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The Annie E. Casey Foundation to Support MetroLab Network’s Big Data + Human Services Lab

Published on September 26, 2016

A shot of downtown Seattle.
Image Credit: Maciek Lulko.

The Annie E. Casey Foundation, which aims to improve delivery of human services to children and families by focusing on big data solutions with cities, countries, and universities, will support MetroLab Network’s Big Data + Human Services Lab.

MetroLab Network is pleased to announce that the Annie E. Casey Foundation will be supporting the formation of its Big Data + Human Services Lab, which will bring together city policymakers, university researchers and other experts to accelerate big data and analytics approaches focused on human services.

The Lab is part of MetroLab Network’s effort to coordinate research, development and deployment projects underway across its city, county and university members. It will offer a venue – through in-person workshops and site visits and virtual discussions and exchange – for its members to collaborate and explore opportunities for scalable approaches. The Lab will include representatives from local government, universities, industry, nonprofits, and other experts.

The Data + Human Services Lab will kick off with a workshop in Seattle hosted by the City of Seattle and University of Washington on January 17 and 18, 2017. It is part of a series of Labs hosted by MetroLab members across the country. The other Labs will focus on Water and Green Infrastructure; Traffic and Transportation; and Urban Sensing.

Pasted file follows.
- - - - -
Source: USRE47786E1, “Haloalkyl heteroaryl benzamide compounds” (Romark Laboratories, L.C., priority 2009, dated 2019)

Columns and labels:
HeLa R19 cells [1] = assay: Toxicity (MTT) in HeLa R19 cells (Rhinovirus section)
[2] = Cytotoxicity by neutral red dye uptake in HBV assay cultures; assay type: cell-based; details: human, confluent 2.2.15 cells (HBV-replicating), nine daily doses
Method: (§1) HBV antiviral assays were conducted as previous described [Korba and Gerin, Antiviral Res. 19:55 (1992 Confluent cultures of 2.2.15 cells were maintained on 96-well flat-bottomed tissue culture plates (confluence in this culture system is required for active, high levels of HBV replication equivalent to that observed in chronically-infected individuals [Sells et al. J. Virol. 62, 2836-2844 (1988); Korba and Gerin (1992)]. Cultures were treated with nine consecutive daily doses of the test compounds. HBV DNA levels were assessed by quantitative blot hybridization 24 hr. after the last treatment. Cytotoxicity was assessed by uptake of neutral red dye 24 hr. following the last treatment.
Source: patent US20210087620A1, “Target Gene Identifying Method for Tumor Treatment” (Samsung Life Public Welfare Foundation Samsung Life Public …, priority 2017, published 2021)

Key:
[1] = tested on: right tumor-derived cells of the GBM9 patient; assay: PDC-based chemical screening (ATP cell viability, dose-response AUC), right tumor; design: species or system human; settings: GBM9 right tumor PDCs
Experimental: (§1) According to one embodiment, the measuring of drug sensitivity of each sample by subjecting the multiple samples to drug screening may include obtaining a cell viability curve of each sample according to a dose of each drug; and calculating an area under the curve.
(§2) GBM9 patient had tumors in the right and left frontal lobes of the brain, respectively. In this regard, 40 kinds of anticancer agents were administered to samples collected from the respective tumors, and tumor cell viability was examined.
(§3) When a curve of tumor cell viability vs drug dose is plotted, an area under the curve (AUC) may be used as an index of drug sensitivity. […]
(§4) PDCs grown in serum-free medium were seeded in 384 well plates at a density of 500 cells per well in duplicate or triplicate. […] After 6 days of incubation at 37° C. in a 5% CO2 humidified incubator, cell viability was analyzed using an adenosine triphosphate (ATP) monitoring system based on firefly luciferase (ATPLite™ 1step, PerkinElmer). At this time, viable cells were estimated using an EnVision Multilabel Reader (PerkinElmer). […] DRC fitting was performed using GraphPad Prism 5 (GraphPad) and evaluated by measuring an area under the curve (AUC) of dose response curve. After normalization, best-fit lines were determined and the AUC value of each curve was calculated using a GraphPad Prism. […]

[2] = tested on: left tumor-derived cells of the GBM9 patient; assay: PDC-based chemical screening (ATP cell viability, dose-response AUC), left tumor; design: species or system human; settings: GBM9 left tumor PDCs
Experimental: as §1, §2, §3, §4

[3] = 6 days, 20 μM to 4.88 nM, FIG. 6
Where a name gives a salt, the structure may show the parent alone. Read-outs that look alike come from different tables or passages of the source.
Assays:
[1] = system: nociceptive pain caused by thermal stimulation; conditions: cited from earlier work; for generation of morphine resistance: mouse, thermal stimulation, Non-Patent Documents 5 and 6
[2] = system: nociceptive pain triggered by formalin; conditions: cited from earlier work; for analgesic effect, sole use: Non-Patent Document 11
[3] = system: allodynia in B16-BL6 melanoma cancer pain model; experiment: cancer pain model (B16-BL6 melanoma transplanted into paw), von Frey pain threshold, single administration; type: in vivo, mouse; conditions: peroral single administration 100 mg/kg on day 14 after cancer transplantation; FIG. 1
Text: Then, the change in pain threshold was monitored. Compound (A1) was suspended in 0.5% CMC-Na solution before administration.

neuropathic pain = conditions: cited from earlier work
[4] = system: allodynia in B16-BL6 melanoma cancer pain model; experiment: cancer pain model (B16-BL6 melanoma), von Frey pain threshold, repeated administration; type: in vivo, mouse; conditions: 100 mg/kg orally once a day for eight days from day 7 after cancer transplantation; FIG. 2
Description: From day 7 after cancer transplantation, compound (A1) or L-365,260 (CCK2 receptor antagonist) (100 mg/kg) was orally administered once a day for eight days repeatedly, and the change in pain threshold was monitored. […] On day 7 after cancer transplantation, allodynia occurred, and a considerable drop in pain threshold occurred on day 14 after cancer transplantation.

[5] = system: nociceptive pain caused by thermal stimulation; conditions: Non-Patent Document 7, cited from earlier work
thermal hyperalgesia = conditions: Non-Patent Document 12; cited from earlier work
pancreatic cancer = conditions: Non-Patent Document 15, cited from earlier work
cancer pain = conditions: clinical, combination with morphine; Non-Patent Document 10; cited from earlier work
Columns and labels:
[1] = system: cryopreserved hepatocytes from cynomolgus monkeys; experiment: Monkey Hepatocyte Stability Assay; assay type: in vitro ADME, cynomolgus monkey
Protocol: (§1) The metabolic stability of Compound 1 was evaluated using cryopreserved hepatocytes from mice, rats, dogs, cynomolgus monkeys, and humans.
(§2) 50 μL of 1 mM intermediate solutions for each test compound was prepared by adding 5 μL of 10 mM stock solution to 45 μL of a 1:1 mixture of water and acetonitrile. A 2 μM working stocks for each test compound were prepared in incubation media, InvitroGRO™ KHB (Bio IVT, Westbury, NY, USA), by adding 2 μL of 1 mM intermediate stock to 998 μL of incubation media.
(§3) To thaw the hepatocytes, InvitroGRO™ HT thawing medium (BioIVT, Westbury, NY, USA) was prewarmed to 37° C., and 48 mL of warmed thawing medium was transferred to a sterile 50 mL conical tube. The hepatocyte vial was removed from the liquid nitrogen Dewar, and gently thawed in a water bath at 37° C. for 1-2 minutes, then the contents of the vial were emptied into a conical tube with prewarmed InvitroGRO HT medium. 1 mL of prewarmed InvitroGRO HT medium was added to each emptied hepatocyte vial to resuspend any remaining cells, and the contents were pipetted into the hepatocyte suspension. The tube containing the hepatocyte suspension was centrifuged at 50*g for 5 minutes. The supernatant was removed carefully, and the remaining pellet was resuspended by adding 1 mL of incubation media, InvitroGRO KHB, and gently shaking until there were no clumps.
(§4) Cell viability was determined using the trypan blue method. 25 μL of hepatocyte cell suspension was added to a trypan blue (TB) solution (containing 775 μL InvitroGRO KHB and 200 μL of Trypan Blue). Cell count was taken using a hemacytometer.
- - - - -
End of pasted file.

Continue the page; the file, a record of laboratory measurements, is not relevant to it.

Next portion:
“We are really excited about this important partnership with the Annie E. Casey Foundation,” said Governor Martin O’Malley, who serves as Senior Fellow at MetroLab Network and is convening and chairing its Advisory Council. “Too often, our human service interventions arrive long after the damage is done. The proper use of big data and predictive analytics can save a lot of vulnerable young lives, and heal a lot of families.”

“Our Foundation develops innovative solutions to help all children, families and communities succeed,” said Patrick McCarthy, president and CEO of the Casey Foundation. “We value our partnership with MetroLab Network because these efforts recognize that public systems serving the most disadvantaged families need better data to identify areas of concern, and they must work collectively to ensure that neither race nor zip code is a barrier to opportunity.”

“The term smart cities is often associated with the most effective sensors or most energy efficient streetlights,” said Ben Levine, Interim Director of MetroLab Network, “While those technologies provide important benefits, local governments must also be focused on opportunities to enhance the critical services that they provide. We are excited about the opportunities that partnerships with universities can offer to government agencies focused on improving the lives of their residents.”

Stay tuned for more information, as Urban@UW is proud to be working with the MetroLab Network!


For more information: MetroLab Network

(This article was drawn from a press release courtesy of the MetroLab Network.)

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